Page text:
While I got ya, here are nine things and one crazy prediction:1. Cotton Bowl president/CEO Rick Baker is watching with great interest the deliberations in the Legislature over the pending Bathroom Bill that could cost the state millions in tourism with canceled events from out-of-state visitors and corporations. But his anxiety doesn’t raise to the level of concern that his bowl game could be stripped of its spot in the College Football Playoff rotation.
FRISCO — Only three players inside the Texas locker room have ever been on a winning team. Defensive end Naashon Hughes, defensive back Antwuan Davis and kicker Mitchell Becker are all that remain from the Longhorns’ 8-5 squad of 2013, Mack Brown’s final team. Seventy-five percent of the UT roster — the freshmen, sophomores and juniors — has never even been to a bowl game. This is the problem that confronts first-year Texas coach Tom Herman.
FRISCO — Matt Rhule has a job ahead of him in Waco. He will handle it. Rhule will win at Baylor because he’s a good football coach. Recruits will find their way back to Waco as time helps to heal the wounds of the past. As the Bears prepare for the 2017 football season, Rhule and the campus’ new leaders are battling against perception.
Muck Rack makes it simple to find people, tweets, or articles that mention any name, keyword, company, hashtag etc. We've compiled this guide to help you make the most of your search.
Selecting a term
Start searching tweets, articles from media outlets, articles mentioned in tweets, journalists'
names, titles and bios with some suggested searches:
Companies or Topics (e.g. iPhone, Microsoft)
Phrases (e.g. "cloud computing") — use quotes to keep the terms together
Twitter handles (e.g. @username) — returns those who have mentioned or replied to
Names (e.g. "David Pogue")
Hashtags (e.g. #sxsw, #london2012)
Bio details (e.g. vegan, Olympics, father)
Muck Rack's Advanced Search allows for many boolean operators.
Find results that mention multiple specified terms, use AND or
+. For example, ensure each result contains both Elon Musk and Mark Zuckerberg by
searching Obama AND Romney or Obama + Romney.
Use the operators OR or , to broaden your search when you'd like either of
multiple terms to appear in results. (This is the default behavior of our search when no operators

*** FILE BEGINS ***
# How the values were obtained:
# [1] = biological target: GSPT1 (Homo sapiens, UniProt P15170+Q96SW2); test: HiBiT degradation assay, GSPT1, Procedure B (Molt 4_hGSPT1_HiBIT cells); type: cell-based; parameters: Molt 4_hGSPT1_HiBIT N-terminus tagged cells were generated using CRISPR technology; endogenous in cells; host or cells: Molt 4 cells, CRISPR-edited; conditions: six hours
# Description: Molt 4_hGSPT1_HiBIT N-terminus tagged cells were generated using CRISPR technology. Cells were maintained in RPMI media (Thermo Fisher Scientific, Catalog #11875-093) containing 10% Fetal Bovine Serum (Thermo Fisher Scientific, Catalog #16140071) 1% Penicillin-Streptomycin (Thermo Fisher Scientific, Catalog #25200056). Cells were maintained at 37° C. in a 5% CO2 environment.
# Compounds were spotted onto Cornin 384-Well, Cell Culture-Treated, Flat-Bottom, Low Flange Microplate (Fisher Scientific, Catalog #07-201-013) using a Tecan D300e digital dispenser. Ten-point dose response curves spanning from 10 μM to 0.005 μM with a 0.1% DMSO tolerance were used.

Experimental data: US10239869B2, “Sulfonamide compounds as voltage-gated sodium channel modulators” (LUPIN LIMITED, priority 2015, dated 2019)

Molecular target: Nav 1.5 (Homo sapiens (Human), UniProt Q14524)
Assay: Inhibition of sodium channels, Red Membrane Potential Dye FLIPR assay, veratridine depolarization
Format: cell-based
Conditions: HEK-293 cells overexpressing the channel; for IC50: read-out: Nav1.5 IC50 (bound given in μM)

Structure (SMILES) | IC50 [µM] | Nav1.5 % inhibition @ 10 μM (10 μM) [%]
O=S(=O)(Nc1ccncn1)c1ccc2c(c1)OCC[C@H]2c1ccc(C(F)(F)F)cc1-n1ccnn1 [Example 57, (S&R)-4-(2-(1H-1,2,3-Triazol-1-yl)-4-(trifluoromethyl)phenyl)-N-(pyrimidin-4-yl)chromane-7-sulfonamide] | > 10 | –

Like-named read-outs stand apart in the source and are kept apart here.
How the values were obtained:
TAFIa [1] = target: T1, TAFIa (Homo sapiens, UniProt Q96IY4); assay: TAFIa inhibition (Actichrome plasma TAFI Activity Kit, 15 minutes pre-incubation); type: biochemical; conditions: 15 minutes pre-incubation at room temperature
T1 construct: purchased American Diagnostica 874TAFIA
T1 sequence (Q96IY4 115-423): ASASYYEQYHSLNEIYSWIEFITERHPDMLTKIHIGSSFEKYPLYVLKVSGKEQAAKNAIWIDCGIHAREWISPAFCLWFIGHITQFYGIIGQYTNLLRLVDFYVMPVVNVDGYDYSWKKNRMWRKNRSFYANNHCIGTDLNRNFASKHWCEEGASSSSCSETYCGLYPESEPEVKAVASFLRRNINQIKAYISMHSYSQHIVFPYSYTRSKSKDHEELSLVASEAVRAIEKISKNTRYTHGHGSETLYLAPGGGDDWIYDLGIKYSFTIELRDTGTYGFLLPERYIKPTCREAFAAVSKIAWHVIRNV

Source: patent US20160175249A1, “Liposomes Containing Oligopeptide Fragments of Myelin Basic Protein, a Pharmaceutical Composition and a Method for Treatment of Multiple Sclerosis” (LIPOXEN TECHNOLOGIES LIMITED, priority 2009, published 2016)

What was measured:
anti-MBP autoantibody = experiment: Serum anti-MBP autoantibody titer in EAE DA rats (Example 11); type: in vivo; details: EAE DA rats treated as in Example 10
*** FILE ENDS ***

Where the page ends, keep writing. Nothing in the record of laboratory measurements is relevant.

are used.) For example, search for democrat OR republican to find results that refer to
Democrats and/or Republicans.
Use NOT or - to subtract results from your search. For
example, searching Disney will yield results about the Walt Disney Company as well as Walt Disney
World Resort. To exclude mentions of Disney World, search for Disney -World or Disney
When using one of these operators with a phrase, enclose it in quotation marks. For example, you can
find results about smartphones excluding Apple's iPhone 4S by searching smartphone -"iPhone
Exact case matching or punctuation
If you're searching for a brand name or keyword that relies on specific punctuation marks or capitalization, you can
find results that match your exact query by adding matchcase: before the keyword you're searching for, like matchcase:E*TRADE .
Use parentheses to separate multiple
boolean phrases. For example, to find journalists talking about having fun in Disney World or
Disneyland, search for ("disney world" OR disneyland) AND fun.
An asterisk can be used to search for any variation of a root word truncated by the asterisk. For example, searching for admin* will return results for administrator, administration, administer, administered, etc.
A near operator is an AND operator where you can control the distance between the words. You can vary the distance the near operation uses by adding a forward slash and number (between 0-99) such as strawberries NEAR/10 "whipped cream", which means the strawberries must exist within 10 words of "whipped cream".